Philanthropy is alive and well in NYC, the Frick Museum being a great example. And one of the Aussies we met at the 4 July party the other night has a job whose sole purpose is to raise money from those who have plenty of it to fund free public schools - check out the KIPP:NYC webpage for details. Vicki, who works on this project, told me that any rich New Yorkers who aren't philanthropic are considered strange.
By the same token you see much poverty just walking the streets, passing homeless people on your travels, no doubt exacerbated by the Global Financial Crisis. It is especially distressing when it's young people and women with children. When we were wandering around Battery Park we gave some money to a couple who were collecting money for a soup kitchen, fining people for smiling and the like; a novel way to go about such an enterprise!
And there are two things New Yorkers can't seem to have enough of, dogs and nail salons. Just about everyone in NYC seems to own a dog and one in every four businesses seems to be a manicure, pedicure and beauty salon. There are of
course many restaurants too so that if we wished we could eat somewhere different each night and still be within walking distance of our charming little apartment.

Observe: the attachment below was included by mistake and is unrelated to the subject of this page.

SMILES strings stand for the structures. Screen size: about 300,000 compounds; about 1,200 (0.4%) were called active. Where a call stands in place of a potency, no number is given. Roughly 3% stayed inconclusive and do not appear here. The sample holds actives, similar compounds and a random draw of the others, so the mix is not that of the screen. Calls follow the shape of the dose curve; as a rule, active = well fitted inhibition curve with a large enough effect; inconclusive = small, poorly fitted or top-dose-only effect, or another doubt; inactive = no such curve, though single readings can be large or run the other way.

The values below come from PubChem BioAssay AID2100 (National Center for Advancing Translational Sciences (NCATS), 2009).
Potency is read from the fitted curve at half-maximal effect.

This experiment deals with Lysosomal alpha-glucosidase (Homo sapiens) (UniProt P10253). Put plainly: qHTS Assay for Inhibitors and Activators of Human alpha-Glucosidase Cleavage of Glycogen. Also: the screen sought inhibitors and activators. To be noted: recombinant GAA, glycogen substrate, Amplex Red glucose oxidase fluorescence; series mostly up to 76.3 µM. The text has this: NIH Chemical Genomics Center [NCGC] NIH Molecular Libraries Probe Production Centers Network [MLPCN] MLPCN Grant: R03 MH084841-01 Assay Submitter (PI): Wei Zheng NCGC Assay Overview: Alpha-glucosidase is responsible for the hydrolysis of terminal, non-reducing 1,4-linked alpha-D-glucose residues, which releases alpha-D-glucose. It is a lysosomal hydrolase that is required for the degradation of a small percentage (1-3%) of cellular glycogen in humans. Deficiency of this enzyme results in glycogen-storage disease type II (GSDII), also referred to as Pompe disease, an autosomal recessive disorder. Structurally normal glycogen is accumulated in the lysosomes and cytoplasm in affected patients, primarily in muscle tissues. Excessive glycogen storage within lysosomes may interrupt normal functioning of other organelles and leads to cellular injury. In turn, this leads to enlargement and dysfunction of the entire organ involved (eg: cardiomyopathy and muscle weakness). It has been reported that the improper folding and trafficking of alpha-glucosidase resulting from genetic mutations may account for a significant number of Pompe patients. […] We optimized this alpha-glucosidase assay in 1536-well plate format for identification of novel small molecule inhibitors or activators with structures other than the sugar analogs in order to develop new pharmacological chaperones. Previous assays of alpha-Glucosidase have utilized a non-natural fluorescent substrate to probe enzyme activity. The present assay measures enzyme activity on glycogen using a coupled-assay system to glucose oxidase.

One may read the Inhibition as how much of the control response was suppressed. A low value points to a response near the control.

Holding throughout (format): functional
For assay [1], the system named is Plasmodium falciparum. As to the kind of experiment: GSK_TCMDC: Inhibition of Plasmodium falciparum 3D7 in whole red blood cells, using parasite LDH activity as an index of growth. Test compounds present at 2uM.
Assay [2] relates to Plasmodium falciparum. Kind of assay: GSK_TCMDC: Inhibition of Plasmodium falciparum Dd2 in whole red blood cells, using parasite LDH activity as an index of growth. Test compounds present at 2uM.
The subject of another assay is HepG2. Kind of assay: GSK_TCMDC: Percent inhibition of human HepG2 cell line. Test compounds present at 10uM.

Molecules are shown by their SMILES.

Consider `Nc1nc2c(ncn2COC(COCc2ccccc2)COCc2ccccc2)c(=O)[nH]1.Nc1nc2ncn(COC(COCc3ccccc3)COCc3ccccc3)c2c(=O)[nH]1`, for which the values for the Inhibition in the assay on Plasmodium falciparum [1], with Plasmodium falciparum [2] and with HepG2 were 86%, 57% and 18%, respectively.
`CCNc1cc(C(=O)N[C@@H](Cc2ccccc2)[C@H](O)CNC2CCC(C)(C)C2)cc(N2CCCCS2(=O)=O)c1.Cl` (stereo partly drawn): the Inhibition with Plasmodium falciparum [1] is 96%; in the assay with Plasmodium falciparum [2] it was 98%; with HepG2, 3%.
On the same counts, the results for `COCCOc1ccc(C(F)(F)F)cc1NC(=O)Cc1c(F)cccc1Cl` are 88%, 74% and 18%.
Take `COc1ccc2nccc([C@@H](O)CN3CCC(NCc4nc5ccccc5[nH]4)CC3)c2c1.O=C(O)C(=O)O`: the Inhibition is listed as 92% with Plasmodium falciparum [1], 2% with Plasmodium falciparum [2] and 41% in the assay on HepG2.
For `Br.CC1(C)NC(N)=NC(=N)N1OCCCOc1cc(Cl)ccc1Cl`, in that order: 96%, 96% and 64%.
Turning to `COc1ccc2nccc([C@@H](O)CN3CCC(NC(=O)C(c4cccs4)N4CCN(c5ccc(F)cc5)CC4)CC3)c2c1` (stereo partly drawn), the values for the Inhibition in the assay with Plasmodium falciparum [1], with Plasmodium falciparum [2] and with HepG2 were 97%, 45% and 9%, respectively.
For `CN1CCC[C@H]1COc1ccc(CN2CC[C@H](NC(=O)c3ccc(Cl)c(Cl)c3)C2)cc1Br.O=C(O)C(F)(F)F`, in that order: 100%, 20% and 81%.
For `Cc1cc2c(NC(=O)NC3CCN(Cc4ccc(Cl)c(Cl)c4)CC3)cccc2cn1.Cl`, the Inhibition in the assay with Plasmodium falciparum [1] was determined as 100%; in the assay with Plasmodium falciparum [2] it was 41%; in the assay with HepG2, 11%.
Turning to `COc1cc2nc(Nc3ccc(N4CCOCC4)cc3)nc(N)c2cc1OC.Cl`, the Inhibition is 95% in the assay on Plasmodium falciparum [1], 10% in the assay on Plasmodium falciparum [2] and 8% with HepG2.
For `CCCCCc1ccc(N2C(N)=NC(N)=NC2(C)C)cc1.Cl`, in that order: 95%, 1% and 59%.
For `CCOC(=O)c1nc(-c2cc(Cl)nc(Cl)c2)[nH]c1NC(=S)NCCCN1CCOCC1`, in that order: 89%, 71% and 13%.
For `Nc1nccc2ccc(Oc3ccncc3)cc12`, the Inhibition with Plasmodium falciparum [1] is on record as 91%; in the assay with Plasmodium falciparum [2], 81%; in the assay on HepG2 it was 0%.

As I write this on Sunday evening we have Grace staying overnight with us one again. And this morning, as Kev wanted to watch the men's Wimbledon tennis final and the British Grand Prix Rupert stayed in the apartment with Grandpa to watch both these sporting events while Kerrii, Seb. Grace & I caught the subway downtown. First stop, Strand Book Store on the corner of 828 Broadway and East 12th in the East Village and boasting 18 miles of books. I was reminded of visiting Powell's Book Store in Portland, Oregon with you Martha! We then walked to Washington Square Park - one of the best known of NYC's 1,900 public parks - in Greenwich Village where Kev & Rupert met us, all sporting events finished. It's a lovely park, filled with families enjoying themselves, people cooling off in the fountain, a jazz band serenading us at one end of the park and a pianist at the other.
Then it was off to walk some of the High Line which
originally ran trains above the streets from 34th to Spring Street. When, in the 1980's after the trains had stopped running, the High Line was threatened with demolition a group of local residents founded "Freinds of the High Line". Beautification of the High Line was born and finally in 2009 Section 1 was opened to the public with Section 2 opening in 2011. Now it's a popular tourist attraction and a fantastic way to see some of the city. A little gem you must visit I'd you are in NYC.
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